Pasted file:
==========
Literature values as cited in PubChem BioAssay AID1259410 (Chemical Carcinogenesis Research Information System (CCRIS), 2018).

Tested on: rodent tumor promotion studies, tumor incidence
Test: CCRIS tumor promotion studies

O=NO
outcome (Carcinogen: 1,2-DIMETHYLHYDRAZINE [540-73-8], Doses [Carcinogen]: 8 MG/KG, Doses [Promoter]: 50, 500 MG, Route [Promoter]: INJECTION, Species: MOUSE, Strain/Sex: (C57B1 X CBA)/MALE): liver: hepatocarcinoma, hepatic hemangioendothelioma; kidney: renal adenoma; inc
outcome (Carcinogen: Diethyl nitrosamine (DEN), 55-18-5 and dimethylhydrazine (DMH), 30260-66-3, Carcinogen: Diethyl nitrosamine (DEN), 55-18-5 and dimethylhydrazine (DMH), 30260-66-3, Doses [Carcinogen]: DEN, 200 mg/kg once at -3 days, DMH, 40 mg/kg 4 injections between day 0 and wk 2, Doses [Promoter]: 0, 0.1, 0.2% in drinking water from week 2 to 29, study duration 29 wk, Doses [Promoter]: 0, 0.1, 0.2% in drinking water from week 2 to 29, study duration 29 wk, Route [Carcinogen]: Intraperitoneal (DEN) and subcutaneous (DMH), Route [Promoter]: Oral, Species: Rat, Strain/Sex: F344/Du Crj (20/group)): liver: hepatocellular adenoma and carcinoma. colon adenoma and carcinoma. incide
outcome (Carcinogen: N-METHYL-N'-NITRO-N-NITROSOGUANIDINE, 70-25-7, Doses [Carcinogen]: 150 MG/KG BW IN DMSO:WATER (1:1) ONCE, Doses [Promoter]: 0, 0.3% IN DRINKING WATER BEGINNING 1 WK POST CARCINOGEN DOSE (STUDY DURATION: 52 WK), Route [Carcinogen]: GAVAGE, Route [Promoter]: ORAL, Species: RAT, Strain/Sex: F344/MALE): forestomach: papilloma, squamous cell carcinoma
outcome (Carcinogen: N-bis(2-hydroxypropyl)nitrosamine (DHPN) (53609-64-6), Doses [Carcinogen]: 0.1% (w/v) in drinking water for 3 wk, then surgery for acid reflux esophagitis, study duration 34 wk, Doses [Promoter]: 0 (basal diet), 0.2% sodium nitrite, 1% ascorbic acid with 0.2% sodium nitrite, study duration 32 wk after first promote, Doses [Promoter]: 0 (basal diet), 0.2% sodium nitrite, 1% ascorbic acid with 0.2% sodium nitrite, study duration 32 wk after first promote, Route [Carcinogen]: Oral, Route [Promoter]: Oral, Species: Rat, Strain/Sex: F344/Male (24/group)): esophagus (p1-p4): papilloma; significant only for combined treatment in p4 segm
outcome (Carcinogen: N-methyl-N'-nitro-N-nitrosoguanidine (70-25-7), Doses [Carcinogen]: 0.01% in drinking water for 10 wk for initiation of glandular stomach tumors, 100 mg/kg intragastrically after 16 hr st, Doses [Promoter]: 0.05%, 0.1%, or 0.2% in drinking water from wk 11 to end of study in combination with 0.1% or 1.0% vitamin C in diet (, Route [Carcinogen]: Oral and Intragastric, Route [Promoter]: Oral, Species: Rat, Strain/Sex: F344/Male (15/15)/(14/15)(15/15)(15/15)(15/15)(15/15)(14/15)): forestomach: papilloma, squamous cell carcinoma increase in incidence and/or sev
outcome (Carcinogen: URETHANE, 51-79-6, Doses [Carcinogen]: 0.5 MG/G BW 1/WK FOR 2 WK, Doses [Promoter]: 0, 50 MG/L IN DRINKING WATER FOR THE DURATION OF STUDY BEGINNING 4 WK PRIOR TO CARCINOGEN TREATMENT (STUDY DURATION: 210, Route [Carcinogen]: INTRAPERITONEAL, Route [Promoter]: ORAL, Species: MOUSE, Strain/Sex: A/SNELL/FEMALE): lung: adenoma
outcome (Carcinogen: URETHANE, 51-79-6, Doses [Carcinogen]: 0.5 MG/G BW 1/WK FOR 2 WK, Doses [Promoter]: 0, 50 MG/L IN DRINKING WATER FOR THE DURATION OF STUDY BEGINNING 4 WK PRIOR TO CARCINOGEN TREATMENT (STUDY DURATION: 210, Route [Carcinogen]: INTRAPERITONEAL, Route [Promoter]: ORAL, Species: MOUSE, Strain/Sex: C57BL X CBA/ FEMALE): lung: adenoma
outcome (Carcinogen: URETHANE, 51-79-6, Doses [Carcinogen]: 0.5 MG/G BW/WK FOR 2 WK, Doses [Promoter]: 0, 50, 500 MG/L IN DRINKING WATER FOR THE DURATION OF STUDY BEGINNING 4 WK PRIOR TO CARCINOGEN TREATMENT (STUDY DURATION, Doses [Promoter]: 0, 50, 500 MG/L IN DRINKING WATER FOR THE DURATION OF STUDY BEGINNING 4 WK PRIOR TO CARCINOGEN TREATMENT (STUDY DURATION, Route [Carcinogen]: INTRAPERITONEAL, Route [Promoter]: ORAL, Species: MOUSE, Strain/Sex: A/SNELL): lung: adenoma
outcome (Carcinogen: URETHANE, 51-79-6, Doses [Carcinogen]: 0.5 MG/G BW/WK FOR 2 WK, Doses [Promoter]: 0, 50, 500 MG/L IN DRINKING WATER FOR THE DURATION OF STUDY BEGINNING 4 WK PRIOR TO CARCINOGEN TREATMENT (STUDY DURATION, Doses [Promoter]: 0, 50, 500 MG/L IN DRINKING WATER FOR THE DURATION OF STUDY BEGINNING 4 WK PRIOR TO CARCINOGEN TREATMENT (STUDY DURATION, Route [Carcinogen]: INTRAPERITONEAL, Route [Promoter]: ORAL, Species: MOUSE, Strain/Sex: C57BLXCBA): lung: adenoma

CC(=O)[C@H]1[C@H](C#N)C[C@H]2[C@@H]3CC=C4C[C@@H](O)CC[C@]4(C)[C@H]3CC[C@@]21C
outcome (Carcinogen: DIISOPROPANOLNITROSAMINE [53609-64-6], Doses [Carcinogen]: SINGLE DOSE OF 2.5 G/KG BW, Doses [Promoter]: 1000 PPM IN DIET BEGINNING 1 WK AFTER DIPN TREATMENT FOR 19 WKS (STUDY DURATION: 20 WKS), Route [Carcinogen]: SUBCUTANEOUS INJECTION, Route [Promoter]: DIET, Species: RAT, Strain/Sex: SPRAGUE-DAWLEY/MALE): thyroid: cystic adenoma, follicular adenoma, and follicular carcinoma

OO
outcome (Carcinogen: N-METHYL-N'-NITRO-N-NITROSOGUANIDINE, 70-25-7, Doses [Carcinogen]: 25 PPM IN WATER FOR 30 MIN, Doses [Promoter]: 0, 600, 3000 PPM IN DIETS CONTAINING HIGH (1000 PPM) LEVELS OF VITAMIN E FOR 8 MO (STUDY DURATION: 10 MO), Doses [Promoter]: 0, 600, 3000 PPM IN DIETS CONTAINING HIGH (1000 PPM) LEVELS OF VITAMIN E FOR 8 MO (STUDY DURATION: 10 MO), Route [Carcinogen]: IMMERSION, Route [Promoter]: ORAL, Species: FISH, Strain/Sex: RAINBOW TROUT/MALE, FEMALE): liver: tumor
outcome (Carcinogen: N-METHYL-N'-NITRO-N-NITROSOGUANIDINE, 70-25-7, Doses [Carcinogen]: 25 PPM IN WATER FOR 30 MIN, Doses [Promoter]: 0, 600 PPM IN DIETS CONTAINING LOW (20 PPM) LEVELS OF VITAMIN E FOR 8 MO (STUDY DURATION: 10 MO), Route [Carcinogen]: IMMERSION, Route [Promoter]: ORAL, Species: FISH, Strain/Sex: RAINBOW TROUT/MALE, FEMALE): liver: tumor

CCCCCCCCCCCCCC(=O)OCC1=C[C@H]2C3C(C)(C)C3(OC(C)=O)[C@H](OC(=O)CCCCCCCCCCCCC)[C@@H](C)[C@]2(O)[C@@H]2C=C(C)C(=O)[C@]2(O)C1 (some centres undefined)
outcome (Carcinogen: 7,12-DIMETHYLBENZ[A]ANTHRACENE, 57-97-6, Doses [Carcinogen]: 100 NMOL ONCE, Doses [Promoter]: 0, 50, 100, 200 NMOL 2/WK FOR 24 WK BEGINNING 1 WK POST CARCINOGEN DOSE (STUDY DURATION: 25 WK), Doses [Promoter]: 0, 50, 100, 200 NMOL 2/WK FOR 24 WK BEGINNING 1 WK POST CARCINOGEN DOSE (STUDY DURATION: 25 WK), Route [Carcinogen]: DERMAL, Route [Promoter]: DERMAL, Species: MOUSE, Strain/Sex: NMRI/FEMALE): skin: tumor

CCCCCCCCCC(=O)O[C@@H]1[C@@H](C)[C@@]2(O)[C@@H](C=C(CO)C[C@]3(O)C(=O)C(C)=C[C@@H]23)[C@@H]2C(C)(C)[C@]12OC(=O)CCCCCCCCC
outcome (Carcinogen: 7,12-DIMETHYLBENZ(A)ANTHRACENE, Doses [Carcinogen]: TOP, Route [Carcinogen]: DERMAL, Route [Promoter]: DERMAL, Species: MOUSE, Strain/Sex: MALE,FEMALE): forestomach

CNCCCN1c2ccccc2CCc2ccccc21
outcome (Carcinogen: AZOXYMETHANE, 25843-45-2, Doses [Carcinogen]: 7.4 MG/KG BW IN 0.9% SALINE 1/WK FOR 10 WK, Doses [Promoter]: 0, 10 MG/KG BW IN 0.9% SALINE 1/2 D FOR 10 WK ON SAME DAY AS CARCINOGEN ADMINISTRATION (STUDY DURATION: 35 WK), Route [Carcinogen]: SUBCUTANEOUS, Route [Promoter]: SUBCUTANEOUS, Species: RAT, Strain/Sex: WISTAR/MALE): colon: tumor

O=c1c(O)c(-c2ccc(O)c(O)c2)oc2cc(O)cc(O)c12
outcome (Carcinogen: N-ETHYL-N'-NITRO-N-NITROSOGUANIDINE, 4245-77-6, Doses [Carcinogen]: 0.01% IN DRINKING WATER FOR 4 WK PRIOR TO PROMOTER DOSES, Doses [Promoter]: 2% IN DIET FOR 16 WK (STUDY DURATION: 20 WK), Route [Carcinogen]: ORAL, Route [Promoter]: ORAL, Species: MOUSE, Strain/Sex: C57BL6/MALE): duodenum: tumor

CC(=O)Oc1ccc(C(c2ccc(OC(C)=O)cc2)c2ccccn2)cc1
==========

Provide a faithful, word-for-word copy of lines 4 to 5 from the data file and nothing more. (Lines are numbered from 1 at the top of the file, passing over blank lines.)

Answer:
O=NO
outcome (Carcinogen: 1,2-DIMETHYLHYDRAZINE [540-73-8], Doses [Carcinogen]: 8 MG/KG, Doses [Promoter]: 50, 500 MG, Route [Promoter]: INJECTION, Species: MOUSE, Strain/Sex: (C57B1 X CBA)/MALE): liver: hepatocarcinoma, hepatic hemangioendothelioma; kidney: renal adenoma; inc